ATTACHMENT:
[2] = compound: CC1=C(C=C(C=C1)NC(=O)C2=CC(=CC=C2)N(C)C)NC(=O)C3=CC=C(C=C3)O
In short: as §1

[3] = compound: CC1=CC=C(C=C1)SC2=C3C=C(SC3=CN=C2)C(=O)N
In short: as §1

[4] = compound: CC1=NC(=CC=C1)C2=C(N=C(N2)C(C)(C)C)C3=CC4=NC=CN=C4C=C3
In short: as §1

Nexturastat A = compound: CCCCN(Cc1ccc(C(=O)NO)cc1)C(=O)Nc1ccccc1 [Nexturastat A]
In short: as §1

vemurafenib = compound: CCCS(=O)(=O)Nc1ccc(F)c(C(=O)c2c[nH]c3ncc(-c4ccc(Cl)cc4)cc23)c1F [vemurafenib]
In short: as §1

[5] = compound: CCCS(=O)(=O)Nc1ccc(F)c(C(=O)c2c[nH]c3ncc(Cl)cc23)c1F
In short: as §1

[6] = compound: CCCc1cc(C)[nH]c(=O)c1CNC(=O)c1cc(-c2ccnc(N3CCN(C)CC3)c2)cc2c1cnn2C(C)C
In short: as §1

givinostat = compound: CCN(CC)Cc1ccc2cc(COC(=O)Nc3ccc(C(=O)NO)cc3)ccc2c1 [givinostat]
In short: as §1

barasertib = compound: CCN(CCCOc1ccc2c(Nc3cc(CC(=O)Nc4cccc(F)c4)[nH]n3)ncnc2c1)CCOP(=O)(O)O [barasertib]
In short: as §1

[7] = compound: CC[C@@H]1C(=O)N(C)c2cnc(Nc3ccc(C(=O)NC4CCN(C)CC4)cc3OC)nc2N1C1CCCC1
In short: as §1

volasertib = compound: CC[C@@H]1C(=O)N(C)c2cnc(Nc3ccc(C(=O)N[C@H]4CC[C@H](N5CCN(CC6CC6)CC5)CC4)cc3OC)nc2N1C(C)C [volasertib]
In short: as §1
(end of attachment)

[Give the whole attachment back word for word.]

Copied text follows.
[2] = compound: CC1=C(C=C(C=C1)NC(=O)C2=CC(=CC=C2)N(C)C)NC(=O)C3=CC=C(C=C3)O
In short: as §1

[3] = compound: CC1=CC=C(C=C1)SC2=C3C=C(SC3=CN=C2)C(=O)N
In short: as §1

[4] = compound: CC1=NC(=CC=C1)C2=C(N=C(N2)C(C)(C)C)C3=CC4=NC=CN=C4C=C3
In short: as §1

Nexturastat A = compound: CCCCN(Cc1ccc(C(=O)NO)cc1)C(=O)Nc1ccccc1 [Nexturastat A]
In short: as §1

vemurafenib = compound: CCCS(=O)(=O)Nc1ccc(F)c(C(=O)c2c[nH]c3ncc(-c4ccc(Cl)cc4)cc23)c1F [vemurafenib]
In short: as §1

[5] = compound: CCCS(=O)(=O)Nc1ccc(F)c(C(=O)c2c[nH]c3ncc(Cl)cc23)c1F
In short: as §1

[6] = compound: CCCc1cc(C)[nH]c(=O)c1CNC(=O)c1cc(-c2ccnc(N3CCN(C)CC3)c2)cc2c1cnn2C(C)C
In short: as §1

givinostat = compound: CCN(CC)Cc1ccc2cc(COC(=O)Nc3ccc(C(=O)NO)cc3)ccc2c1 [givinostat]
In short: as §1

barasertib = compound: CCN(CCCOc1ccc2c(Nc3cc(CC(=O)Nc4cccc(F)c4)[nH]n3)ncnc2c1)CCOP(=O)(O)O [barasertib]
In short: as §1

[7] = compound: CC[C@@H]1C(=O)N(C)c2cnc(Nc3ccc(C(=O)NC4CCN(C)CC4)cc3OC)nc2N1C1CCCC1
In short: as §1

volasertib = compound: CC[C@@H]1C(=O)N(C)c2cnc(Nc3ccc(C(=O)N[C@H]4CC[C@H](N5CCN(CC6CC6)CC5)CC4)cc3OC)nc2N1C(C)C [volasertib]
In short: as §1